Tivoli Theatre

110 James Street N,
Hamilton, ON L8R

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Additional Info

Previously operated by: Famous Players

Architects: Herbert George Duerr, B. Kingston Hall

Firms: Hall & Duerr

Styles: Art Deco

Previous Names: Wonderland Theatre, Colonial Theatre, Princess Theatre

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News About This Theater

Interior in 1991

The Wonderland Theatre was opened on January 26, 1907. It was renamed Colonial Theatre on July 30, 1908. It was renamed Princess Theatre on September 4, 1911. Renamed Tivoli Theatre, it was the home of vaudeville shows and movies from its opening on September 29, 1924 screening Mary Philbin in “The Rose of Paris”. In 1950, the Tivoli Theatre started showing movies full time and was operated by Famous Players Corp. It was remodeled in 1954. On October 5, 1972 it went over to screening adult movies. It was reopened as a regular cinema by Famous Players on March 17, 1978 screening “American Hot Wax” starring Tim McIntire. It remained a popular movie house until it closed on September 28, 1989 with Harrison Ford in “Indiana Jones and the Last Crusade”.

In 1995, the Tivoli Theatre returned to its roots as a venue for live stage shows. Closed in 2004 after a portion of the frontage collapsed, the lobby area was demolished, but the auditorium remained and by 2014 was in use by the Canadian Ballet Youth Ensemble. The theatre is currently unused.

Contributed by Chad Irish

Recent comments (view all 84 comments)

DavidZornig on June 29, 2023 at 9:52 pm

Facebook post with additional history and photos in the comments.


MSC77 on August 26, 2023 at 5:06 pm

This venue’s 70mm presentations history is included in the recently-published article “70mm Presentations in Hamilton: A Chronology of 70mm Large Format Exhibition, 1969-Present”.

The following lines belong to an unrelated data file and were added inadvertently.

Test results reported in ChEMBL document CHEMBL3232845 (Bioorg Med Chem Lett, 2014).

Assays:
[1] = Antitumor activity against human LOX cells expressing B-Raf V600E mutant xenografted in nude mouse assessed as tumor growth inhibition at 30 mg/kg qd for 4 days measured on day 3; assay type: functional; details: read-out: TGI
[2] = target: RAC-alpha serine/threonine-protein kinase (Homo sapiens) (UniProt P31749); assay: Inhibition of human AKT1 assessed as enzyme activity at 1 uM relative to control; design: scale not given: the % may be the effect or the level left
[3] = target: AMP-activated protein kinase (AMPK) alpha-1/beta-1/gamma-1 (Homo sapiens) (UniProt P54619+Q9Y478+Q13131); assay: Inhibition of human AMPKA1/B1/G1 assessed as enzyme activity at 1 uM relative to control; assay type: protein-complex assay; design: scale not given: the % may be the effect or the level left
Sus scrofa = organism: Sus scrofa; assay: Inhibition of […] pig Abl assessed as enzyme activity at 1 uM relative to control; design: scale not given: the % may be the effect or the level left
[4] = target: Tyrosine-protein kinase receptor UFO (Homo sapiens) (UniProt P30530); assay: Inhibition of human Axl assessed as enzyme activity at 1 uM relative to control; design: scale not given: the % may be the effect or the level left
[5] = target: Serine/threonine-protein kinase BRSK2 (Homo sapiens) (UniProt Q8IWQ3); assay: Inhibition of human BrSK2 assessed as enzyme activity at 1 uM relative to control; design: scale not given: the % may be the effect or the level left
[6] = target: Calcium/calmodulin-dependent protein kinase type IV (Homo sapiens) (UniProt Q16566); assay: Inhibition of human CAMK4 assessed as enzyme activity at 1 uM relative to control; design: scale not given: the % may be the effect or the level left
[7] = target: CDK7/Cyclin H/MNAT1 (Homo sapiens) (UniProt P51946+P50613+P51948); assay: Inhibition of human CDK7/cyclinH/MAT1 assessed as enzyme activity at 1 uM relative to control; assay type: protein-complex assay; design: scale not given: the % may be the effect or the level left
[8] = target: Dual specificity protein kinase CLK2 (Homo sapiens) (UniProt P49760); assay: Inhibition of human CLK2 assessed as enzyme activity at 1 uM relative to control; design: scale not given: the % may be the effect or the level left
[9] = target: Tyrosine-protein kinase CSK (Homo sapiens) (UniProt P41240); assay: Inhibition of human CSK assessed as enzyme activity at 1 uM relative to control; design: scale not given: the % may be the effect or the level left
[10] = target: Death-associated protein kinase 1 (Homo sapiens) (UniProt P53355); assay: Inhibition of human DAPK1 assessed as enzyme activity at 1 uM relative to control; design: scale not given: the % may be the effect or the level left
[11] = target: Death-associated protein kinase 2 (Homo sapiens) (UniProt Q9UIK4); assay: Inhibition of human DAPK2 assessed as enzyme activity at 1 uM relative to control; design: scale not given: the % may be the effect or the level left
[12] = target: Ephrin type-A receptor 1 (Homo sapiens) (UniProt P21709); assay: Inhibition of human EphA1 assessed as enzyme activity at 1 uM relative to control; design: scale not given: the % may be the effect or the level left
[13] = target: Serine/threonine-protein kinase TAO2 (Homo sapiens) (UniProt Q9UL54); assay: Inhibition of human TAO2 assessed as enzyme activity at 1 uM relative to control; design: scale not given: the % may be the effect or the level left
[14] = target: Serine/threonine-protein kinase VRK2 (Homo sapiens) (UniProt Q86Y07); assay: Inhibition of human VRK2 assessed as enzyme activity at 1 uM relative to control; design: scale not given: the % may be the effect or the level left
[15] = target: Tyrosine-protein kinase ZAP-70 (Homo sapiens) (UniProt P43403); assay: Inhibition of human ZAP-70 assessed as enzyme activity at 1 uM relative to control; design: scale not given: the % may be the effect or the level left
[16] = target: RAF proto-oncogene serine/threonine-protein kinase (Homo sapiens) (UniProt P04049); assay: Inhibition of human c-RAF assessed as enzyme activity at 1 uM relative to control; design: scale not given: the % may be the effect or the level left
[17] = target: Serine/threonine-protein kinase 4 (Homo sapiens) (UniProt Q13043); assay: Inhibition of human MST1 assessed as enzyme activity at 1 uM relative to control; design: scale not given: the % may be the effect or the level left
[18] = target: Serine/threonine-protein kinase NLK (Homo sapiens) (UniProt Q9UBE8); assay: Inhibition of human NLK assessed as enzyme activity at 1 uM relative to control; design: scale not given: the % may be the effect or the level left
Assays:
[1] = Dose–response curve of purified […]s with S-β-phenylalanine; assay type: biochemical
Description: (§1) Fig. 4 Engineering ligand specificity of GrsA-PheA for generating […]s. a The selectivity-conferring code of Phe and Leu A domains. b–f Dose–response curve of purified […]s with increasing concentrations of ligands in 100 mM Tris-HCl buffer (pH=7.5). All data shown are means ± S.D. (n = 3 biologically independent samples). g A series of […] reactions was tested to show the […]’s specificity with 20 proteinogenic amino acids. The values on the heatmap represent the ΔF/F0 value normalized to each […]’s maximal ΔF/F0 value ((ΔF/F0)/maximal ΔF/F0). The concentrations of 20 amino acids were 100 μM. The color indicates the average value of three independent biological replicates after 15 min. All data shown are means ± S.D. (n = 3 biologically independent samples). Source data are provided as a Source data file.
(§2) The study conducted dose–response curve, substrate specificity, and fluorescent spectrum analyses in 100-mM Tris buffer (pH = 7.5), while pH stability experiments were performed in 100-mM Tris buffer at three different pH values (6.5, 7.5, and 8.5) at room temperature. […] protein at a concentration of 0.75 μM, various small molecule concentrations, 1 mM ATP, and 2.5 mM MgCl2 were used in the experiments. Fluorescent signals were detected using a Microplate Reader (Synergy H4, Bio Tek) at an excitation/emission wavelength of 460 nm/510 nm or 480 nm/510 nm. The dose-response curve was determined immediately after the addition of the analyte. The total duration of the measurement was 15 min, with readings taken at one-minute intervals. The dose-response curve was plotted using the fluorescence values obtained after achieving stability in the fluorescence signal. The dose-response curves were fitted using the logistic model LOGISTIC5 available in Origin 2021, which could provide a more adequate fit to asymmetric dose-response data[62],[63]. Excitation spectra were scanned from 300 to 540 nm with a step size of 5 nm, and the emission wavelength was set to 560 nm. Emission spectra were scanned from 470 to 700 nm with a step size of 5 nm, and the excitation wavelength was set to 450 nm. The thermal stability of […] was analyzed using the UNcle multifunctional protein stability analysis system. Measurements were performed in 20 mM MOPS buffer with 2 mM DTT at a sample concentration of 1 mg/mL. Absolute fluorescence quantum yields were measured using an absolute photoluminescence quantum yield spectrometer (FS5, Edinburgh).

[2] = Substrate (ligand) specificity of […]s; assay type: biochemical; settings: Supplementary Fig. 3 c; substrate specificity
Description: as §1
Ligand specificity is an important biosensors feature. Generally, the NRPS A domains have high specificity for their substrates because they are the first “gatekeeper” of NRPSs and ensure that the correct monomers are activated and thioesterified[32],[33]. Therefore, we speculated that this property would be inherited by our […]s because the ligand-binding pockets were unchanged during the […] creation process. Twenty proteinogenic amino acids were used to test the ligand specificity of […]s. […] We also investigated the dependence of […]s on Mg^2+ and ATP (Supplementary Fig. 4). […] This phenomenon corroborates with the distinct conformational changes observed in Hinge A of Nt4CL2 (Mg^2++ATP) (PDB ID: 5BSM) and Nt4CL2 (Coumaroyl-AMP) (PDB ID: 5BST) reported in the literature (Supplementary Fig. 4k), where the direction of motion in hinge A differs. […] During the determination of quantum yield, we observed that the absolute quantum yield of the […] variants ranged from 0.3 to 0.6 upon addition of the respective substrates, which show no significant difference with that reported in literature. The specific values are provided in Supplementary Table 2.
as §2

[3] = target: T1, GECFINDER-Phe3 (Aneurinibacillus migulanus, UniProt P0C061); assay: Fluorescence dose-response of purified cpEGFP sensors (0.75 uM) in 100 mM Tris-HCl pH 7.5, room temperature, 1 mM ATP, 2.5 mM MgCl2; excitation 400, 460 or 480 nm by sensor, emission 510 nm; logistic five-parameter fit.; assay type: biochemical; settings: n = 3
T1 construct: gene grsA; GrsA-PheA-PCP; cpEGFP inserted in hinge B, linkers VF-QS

rivest266 on December 5, 2023 at 11:55 am

Opened or placed its first ad as Wonderland on January 26th, 1907

rivest266 on December 5, 2023 at 11:57 am

Reopened as Colonial on July 30th, 1908. Another ad posted.

rivest266 on December 5, 2023 at 12:11 pm

Renamed Princess on September 4th, 1911. Another ad posted.

50sSNIPES on December 5, 2023 at 12:41 pm

The building was built in 1875 and originally housed a carriage factory before becoming a movie house.

Famous Players closed the Tivoli for the final time on September 28, 1989 with “Indiana Jones And The Last Crusade” in connection of the screen-expansion of the nearby Jackson Square Cinemas.

50sSNIPES on December 5, 2023 at 2:48 pm

Right at the start of the CinemaScope boom comes a miracle. Both the Tivoli Theatre in Hamilton and the Seneca Theatre in Niagara Falls were tied for being the fourth movie house in Ontario to have their CinemaScopes installed, and both theaters ran their first CinemaScope feature on Christmas Day 1953, which is “The Robe”.

The Tivoli originally housed an Ornate Italian Renaissance Scheme before its August 20, 1954 remodel/reopening which turned into a lavish production/tradition. The Tivoli reopened with Dean Martin’s “Living It Up” with no extra short subjects.